I did most of my work in Starbucks. Completing all my readings for Comparative Politics of Development, I sighed in satisfaction as I took the last few sips of my overly-complicated-overly-priced London Fog and munched on the last bits of my Banana loaf. Upon completion of my yummy Banana loaf, I packed up my belongings and headed to my next coffee shop target: Common Ground.
P.S. I crave a London Fog all the time. It's an unhealthy habit, really. I found a coffee shop booth in Stauffer Library that whips up a pretty good one.
P.P.S. I liked this Starbucks location so much that it wins among all my coffee shop targets today. Something tells me I'll be studying here quite frequently.
P.P.P.S. 2:45 pm: Walked into Stooley's Cafe on Division & Johnson, decided it was too busy, grabbed a menu, sampled a coffee, and left.
Common Ground in the Athletics & Recreation Centre
3:00 pm: On to my next coffee shop target. I remembered that I needed to get the sticker on my student card for the Athletic Centre's drop-in classes, so I headed over to the ARC. After my errand, I headed to the Common Ground: a cute little campus haunt. Affectionately called the CoGro, it's cheap(er) than Starbucks. And despite drinking a Grande London Fog just an hour before, I ordered yet another one here at the Common Ground (I'm telling you, friends, I'm obsessed with this drink). Downside? It's overrun by undergraduate students. Upside? Their London Fog is amazing.
P.S. It was at this point that I started getting woozy from all the coffee shop beverages I consumed that afternoon. Too much tea and hot chocolate. After sitting down to organize my reading notes, I decided it was time for desserts. On to my next coffee shop target!
Pan Chancho Bakery
4:30 pm: After an afternoon of reading and coffee shop hopping in the area around campus, I walked over to Kingston's "downtown." And by downtown, I really mean our one street with ten stores. My next target, Pan Chancho, is one I've heard a lot about. I've been told that if I wanted to re-live my Paris pastry experience, I needed to visit this bakery and, by association, it's cafe. It didn't disappoint. Friends, I had the yummiest scone I've ever purchased. And biting into its cheesy goodness, I was in a happy place. A very happy place. Going through the last of my readings by flipping through Gary Cox's Making Votes Count: Strategic Coordination In The World's Electoral Systems, I sipped my cup of tea and happily munched on a Buttermilk Blueberry Muffin. It doesn't take much to make me happy, really.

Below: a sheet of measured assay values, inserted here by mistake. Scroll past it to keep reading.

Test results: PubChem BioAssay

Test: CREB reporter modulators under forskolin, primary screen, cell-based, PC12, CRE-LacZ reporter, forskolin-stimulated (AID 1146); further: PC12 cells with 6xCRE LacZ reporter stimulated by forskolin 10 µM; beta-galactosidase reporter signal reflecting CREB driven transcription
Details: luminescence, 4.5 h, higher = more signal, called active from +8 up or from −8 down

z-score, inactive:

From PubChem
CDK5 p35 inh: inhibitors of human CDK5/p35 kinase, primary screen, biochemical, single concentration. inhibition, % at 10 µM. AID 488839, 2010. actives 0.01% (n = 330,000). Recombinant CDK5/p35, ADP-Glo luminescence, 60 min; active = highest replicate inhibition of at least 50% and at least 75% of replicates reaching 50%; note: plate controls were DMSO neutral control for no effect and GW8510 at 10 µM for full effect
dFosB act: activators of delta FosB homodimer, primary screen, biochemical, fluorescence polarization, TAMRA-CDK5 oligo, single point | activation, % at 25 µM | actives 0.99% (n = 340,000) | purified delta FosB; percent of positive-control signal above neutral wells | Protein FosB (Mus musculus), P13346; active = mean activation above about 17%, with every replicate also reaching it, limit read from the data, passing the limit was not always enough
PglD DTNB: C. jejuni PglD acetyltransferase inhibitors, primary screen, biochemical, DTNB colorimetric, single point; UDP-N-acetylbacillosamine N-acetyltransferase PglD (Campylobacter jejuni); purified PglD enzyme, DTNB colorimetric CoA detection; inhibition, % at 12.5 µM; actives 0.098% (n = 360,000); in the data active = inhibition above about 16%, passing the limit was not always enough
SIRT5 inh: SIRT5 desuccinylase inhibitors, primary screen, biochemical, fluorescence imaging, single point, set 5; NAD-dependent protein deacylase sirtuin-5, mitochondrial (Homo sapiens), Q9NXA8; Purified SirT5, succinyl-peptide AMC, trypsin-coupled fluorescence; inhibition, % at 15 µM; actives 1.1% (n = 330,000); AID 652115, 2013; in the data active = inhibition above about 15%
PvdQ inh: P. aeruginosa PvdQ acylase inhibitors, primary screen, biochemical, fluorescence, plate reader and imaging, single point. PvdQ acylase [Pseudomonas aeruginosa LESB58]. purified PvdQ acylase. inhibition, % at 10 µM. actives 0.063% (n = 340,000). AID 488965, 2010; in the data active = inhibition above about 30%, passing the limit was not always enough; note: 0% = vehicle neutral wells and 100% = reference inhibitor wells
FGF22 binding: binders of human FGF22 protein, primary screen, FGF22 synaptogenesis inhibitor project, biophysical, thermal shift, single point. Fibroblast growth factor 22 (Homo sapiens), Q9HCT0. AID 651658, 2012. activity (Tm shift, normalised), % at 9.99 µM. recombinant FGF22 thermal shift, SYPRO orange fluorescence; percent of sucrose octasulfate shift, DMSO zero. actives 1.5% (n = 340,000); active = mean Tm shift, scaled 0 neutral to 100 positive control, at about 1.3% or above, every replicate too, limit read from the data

Coffee Shop Count: 6
Coffee Shop Drinks Consumed: 6
Coffee Shop Desserts Devoured: 4
Upside? - My study time was highly entertaining, as I hoped it would. It was also very productive. I finished much of my work within the coffee shop environment, and discovered one of my favourite study places on campus.
Downside? - I ate desserts and drank tea or hot chocolate all afternoon. I shamelessly admit that I'm a tad wired as I write this blog post. These experiments of exploration do have its tolls, I suppose. Really, I'm surprised I'm not bouncing off the walls.
What a satisfying Pan Chancho-esque conclusion to a day of coffee-shop hopping. Due to my time constraints (and the fact that I had a lot of work to do), I obviously didn't visit every single coffee shop in Kingston. Rather, I visited the typical coffee haunts I've heard the most about. Overall, I'm glad I explored Kingston's campus coffee shop scene. Oh, Kingston. There's so much more of you that I've yet to explore.
"In the course of my life, I have often had to eat my words, and I must confess that I have always found it a wholesome diet."
- Sir Winston Churchill